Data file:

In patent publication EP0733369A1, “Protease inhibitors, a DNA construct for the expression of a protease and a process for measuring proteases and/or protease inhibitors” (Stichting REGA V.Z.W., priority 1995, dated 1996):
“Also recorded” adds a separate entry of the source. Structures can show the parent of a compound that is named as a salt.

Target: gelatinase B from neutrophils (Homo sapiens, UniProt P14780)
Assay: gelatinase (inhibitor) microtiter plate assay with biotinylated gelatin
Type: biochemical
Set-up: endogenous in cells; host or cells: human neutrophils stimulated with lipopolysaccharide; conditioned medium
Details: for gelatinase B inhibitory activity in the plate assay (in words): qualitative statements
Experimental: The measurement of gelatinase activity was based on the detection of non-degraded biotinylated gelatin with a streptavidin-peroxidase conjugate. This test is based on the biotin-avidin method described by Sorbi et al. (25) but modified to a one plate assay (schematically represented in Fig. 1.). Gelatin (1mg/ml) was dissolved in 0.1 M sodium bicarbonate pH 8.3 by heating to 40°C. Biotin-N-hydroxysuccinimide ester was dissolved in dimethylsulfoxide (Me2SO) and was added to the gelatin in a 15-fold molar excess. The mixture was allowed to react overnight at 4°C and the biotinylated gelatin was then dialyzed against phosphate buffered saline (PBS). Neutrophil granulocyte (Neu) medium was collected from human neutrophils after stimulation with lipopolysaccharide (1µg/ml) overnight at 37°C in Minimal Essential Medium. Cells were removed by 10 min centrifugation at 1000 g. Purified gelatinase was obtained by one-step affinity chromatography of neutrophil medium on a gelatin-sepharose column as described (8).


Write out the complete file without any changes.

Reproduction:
In patent publication EP0733369A1, “Protease inhibitors, a DNA construct for the expression of a protease and a process for measuring proteases and/or protease inhibitors” (Stichting REGA V.Z.W., priority 1995, dated 1996):
“Also recorded” adds a separate entry of the source. Structures can show the parent of a compound that is named as a salt.

Target: gelatinase B from neutrophils (Homo sapiens, UniProt P14780)
Assay: gelatinase (inhibitor) microtiter plate assay with biotinylated gelatin
Type: biochemical
Set-up: endogenous in cells; host or cells: human neutrophils stimulated with lipopolysaccharide; conditioned medium
Details: for gelatinase B inhibitory activity in the plate assay (in words): qualitative statements
Experimental: The measurement of gelatinase activity was based on the detection of non-degraded biotinylated gelatin with a streptavidin-peroxidase conjugate. This test is based on the biotin-avidin method described by Sorbi et al. (25) but modified to a one plate assay (schematically represented in Fig. 1.). Gelatin (1mg/ml) was dissolved in 0.1 M sodium bicarbonate pH 8.3 by heating to 40°C. Biotin-N-hydroxysuccinimide ester was dissolved in dimethylsulfoxide (Me2SO) and was added to the gelatin in a 15-fold molar excess. The mixture was allowed to react overnight at 4°C and the biotinylated gelatin was then dialyzed against phosphate buffered saline (PBS). Neutrophil granulocyte (Neu) medium was collected from human neutrophils after stimulation with lipopolysaccharide (1µg/ml) overnight at 37°C in Minimal Essential Medium. Cells were removed by 10 min centrifugation at 1000 g. Purified gelatinase was obtained by one-step affinity chromatography of neutrophil medium on a gelatin-sepharose column as described (8).